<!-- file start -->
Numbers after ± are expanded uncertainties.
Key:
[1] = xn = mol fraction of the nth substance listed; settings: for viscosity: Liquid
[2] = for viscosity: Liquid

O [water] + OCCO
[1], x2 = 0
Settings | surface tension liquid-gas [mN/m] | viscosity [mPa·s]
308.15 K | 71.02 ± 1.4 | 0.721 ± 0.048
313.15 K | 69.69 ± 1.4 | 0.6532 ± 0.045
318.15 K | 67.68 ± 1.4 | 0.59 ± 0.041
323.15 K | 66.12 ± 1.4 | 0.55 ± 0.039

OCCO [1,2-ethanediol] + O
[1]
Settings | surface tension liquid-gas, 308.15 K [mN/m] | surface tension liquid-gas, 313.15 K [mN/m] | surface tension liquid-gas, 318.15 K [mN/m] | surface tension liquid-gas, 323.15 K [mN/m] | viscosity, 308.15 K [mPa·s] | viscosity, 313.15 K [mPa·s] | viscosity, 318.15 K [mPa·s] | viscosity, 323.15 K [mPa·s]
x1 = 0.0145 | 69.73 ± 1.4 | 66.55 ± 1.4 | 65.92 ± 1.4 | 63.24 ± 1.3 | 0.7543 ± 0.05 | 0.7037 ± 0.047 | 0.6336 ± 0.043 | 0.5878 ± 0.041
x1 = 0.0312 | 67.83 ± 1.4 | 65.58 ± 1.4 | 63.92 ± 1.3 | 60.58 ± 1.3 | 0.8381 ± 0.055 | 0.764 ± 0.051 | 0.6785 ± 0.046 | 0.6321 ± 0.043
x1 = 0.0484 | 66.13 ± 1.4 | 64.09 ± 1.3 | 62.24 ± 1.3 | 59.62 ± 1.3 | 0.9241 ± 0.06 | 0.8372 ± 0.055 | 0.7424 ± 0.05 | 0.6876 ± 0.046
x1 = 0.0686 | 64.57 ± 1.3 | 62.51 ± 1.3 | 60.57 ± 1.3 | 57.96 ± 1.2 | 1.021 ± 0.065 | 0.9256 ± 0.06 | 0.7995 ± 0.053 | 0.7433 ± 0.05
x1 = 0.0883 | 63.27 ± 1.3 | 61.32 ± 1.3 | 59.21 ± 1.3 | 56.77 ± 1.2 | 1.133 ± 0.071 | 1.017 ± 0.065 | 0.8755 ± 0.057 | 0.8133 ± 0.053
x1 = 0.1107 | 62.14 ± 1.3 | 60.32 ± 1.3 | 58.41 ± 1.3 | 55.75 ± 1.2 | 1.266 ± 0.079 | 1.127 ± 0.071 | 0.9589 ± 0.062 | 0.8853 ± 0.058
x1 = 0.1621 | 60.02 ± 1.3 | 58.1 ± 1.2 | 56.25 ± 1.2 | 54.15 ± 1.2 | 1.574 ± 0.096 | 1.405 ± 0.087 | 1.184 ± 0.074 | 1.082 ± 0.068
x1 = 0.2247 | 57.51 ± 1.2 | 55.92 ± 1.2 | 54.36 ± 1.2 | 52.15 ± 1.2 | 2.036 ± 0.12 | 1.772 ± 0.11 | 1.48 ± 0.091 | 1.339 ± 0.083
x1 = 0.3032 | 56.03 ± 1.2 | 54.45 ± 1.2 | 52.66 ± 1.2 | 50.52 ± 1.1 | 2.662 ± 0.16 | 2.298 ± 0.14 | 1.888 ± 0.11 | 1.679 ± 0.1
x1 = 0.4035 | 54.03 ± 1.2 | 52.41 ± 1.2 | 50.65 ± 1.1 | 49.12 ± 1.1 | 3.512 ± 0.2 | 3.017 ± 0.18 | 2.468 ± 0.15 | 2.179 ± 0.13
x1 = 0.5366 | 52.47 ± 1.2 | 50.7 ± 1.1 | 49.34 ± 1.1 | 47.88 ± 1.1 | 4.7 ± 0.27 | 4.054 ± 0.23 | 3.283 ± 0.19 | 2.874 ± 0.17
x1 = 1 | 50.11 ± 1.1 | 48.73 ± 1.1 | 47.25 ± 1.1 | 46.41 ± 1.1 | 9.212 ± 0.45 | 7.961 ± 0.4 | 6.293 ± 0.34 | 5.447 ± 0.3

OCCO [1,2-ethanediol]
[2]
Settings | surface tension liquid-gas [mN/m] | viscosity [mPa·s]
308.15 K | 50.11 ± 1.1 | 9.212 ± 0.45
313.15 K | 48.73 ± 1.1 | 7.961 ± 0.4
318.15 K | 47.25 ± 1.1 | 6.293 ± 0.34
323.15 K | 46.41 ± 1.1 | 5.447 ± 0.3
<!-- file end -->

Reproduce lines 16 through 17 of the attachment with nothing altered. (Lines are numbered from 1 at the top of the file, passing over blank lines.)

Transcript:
x1 = 0.0312 | 67.83 ± 1.4 | 65.58 ± 1.4 | 63.92 ± 1.3 | 60.58 ± 1.3 | 0.8381 ± 0.055 | 0.764 ± 0.051 | 0.6785 ± 0.046 | 0.6321 ± 0.043
x1 = 0.0484 | 66.13 ± 1.4 | 64.09 ± 1.3 | 62.24 ± 1.3 | 59.62 ± 1.3 | 0.9241 ± 0.06 | 0.8372 ± 0.055 | 0.7424 ± 0.05 | 0.6876 ± 0.046